Purdue should not be in danger in a first-round game against Montana State or Grambling and should reach the Sweet 16. (Then again, it should not have been in danger last year against Fairleigh Dickinson.)

After Utah State or TCU in the second round, the Boilermakers could be looking at Gonzaga or Kansas, assuming the Jayhawks hold off McNeese, which at No. 12 might be the most underseeded team in the tournament. Say what you want about the Cowboys’ Will Wade — and people say plenty — but the guy can coach. He put together a brand-spanking new team after being hired in April and won 30 games. McNeese is fast, good and dangerous.

Tennessee is another of those hot-and-cold teams. Rick Barnes’s teams always play good defense, and in Dalton Knecht, the Vols have a true offensive threat. That said, they had better beware of the Peacock.

As usual, the committee didn’t do the HBCU conferences any favors, sending the Mid-Eastern Athletic Conference and Southwestern Athletic Conference champions to Dayton for play-in games: Grambling to play Montana State and Howard to play Wagner.

Both can win … to earn the right to face No. 1 seeds two days later.

That said, the Bison’s presence in the tournament for a second straight year is a tribute to Coach Kenny Blakeney and his players, who upset top-seeded Norfolk State in the MEAC tournament semifinals and then held on against Delaware State in the final. Howard had one winning season in 29 years before Blakeney arrived. It has now had three straight.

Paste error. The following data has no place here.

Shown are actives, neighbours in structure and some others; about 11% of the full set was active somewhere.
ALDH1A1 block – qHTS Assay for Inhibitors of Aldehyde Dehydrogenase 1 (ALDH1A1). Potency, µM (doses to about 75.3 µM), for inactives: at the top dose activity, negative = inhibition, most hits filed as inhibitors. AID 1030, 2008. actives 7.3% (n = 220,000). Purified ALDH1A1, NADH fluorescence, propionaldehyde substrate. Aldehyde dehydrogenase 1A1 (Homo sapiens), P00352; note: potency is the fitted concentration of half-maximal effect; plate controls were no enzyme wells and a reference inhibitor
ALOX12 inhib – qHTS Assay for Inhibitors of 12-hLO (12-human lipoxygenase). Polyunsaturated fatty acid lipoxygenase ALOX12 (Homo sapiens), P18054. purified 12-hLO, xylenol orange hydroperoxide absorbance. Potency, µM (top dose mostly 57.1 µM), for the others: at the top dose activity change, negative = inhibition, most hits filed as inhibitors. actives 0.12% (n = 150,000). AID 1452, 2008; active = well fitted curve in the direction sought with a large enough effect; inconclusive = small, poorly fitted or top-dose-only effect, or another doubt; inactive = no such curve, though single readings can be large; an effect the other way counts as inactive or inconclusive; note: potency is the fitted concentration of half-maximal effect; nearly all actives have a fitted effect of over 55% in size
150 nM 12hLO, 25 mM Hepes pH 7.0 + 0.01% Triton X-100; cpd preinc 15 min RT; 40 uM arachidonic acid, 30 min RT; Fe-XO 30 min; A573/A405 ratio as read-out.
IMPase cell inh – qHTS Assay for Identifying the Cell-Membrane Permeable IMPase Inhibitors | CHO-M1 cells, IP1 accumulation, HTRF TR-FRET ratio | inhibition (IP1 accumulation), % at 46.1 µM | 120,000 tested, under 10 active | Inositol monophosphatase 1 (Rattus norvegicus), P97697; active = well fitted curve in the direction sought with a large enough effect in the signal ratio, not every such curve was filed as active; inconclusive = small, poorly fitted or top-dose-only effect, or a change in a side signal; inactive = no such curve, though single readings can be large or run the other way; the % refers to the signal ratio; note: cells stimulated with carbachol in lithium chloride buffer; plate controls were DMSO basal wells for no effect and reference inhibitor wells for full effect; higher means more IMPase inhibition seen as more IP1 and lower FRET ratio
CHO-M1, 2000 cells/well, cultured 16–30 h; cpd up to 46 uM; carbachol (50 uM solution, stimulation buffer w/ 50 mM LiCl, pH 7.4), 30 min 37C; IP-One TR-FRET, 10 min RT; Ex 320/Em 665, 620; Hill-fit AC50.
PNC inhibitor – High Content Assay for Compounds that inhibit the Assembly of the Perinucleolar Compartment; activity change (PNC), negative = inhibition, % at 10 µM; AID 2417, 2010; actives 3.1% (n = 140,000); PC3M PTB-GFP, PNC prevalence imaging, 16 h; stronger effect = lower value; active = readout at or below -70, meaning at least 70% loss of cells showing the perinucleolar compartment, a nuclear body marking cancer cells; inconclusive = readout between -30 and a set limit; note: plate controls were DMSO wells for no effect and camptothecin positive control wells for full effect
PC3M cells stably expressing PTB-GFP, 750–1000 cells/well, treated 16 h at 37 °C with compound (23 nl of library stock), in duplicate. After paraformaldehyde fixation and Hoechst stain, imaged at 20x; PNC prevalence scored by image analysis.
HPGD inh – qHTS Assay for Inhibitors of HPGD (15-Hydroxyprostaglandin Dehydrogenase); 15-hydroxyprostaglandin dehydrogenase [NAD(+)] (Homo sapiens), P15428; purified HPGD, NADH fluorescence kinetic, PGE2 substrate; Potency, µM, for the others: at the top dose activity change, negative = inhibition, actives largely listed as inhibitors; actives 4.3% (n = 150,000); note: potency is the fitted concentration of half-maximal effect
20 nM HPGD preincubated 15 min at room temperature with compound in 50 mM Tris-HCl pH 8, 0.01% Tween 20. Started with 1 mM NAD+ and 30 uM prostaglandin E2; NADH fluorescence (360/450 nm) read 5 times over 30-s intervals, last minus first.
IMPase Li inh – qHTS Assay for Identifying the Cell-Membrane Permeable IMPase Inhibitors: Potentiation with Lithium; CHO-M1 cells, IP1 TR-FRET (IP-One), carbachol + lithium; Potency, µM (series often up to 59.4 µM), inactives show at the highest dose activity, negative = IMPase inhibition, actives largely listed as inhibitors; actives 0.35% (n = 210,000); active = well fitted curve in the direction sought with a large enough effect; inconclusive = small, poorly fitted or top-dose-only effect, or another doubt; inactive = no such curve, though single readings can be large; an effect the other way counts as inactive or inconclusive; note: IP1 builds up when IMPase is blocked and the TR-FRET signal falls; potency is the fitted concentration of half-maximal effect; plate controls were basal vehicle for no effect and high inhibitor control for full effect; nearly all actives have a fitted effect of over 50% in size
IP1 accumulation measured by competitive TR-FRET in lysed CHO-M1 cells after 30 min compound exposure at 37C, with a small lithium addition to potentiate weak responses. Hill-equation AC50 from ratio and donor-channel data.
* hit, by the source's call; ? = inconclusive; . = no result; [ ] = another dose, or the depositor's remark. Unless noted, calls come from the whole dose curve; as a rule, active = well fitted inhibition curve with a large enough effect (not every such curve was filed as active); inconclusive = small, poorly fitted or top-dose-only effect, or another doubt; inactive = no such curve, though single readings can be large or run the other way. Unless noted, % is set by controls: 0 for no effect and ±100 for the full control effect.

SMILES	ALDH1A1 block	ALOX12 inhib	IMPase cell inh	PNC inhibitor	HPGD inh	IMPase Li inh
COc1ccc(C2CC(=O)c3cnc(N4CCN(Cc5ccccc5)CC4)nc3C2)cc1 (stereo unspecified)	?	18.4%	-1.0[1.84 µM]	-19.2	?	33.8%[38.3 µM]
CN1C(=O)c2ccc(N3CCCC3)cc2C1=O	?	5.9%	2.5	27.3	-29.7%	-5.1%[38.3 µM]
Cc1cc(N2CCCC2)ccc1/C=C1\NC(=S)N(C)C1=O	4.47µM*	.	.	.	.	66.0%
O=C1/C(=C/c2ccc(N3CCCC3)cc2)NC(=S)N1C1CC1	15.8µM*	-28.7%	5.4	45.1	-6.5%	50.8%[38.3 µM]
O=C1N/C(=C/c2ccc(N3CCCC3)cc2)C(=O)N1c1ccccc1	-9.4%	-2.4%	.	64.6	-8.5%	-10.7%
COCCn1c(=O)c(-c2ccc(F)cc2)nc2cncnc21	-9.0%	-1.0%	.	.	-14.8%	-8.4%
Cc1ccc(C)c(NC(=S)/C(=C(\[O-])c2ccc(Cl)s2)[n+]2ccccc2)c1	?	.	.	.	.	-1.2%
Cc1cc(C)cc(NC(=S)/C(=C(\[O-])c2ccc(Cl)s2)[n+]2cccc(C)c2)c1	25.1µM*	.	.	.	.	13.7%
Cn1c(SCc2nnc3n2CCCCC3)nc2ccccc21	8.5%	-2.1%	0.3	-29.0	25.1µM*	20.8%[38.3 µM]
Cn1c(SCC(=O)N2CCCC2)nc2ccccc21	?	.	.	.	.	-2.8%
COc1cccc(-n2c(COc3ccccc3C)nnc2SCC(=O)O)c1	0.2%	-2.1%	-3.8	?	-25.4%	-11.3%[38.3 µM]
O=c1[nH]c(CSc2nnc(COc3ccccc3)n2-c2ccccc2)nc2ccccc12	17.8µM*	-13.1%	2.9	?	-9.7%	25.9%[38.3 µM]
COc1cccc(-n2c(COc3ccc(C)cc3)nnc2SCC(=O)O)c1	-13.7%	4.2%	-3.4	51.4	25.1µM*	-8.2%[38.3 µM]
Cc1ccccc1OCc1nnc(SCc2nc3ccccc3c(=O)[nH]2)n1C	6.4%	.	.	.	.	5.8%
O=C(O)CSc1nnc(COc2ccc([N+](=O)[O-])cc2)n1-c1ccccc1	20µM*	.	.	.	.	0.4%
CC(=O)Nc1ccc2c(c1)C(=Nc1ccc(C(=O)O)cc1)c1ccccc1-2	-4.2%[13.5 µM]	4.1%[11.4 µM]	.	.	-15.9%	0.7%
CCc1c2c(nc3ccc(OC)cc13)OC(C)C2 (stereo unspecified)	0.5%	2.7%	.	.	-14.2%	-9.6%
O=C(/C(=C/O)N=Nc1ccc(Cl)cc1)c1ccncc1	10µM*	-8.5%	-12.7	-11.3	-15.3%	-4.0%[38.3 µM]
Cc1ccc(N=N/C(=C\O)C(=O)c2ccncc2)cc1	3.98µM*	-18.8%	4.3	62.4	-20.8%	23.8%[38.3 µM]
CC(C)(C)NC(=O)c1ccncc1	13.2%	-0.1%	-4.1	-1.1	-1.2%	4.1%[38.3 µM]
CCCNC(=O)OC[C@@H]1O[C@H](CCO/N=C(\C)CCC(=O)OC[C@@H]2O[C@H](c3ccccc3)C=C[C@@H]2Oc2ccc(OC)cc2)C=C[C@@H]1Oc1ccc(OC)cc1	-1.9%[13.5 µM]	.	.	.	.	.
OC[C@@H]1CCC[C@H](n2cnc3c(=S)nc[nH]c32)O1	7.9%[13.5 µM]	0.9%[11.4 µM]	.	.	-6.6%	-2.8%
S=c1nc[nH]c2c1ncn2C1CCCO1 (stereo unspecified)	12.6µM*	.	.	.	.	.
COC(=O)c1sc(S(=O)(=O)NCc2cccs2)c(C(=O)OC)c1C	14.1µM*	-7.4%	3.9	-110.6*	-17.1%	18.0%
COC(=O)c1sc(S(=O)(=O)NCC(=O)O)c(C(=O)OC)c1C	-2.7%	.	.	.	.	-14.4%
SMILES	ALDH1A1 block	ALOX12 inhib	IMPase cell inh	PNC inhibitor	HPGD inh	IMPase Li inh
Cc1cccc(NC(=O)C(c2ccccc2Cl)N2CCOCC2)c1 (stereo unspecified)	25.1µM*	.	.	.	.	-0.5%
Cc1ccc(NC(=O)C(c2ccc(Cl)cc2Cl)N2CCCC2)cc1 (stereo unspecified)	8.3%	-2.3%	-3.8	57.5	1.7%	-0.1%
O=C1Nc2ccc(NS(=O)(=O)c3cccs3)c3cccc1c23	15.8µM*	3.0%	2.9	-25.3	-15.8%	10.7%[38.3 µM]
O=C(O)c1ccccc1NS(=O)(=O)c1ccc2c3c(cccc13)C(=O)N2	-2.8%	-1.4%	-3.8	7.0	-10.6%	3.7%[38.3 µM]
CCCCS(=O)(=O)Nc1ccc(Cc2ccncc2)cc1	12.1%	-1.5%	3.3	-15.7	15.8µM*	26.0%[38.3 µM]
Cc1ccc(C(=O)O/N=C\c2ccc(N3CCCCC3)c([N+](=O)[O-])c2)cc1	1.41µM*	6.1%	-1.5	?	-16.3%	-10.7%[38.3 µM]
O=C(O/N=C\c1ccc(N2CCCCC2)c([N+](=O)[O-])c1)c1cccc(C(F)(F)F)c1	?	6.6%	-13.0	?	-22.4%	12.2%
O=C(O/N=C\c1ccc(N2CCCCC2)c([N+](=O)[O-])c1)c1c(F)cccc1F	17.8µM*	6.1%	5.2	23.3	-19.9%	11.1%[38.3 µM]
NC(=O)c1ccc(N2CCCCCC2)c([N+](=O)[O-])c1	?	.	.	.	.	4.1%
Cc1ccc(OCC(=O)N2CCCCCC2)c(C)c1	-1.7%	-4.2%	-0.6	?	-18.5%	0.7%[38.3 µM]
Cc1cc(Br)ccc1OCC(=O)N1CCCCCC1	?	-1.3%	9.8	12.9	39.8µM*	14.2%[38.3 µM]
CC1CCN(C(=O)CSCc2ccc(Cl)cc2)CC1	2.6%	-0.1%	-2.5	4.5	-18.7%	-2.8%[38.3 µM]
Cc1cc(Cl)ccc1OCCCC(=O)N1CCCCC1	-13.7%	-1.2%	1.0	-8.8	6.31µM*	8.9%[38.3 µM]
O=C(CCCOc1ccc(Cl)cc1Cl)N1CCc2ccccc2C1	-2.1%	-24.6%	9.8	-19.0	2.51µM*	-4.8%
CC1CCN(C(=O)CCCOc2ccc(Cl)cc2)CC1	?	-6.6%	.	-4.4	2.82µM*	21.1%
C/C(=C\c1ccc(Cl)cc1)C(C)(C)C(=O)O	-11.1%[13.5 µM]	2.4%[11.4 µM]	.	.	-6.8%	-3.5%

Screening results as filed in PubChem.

Despite losing in the ACC tournament championship game, UNC held on to a No. 1 seed and now tries for a second Final Four in three seasons under Coach Hubert Davis — with no bid at all in-between.

The committee did the Tar Heels no favors with a second-round matchup against either Mississippi State or Michigan State. This is not one of Tom Izzo’s better Spartans teams, but any team coached by Izzo is dangerous in March.

So is St. Mary’s, which deserved better than a No. 5 seed after winning the WCC regular season and tournament titles. The Gaels’ point guard is Augustas Marciulionis, son of Sarunas, who led the Soviet Union to its 1988 Olympic upset of the last U.S. team that didn’t include professionals.

The No. 2 seed is Arizona, which looked like a No. 1 seed most of the season before a late fade. The Wildcats open against Long Beach State, which announced it was parting with Coach Dan Monson and then won the Big West tournament.

Do not count out Alabama, which should face St. Mary’s in a second-round game worth watching.

The most underseeded team in this bracket, and perhaps the entire field? No. 14 Colgate. The Raiders dominated the Patriot League for a fourth straight season, and the only mystery bigger than why they can’t land a decent seed is why a bigger program hasn’t tried to hire Coach Matt Langel. Maybe no one can find Hamilton, N.Y. Which is a blessing for Colgate.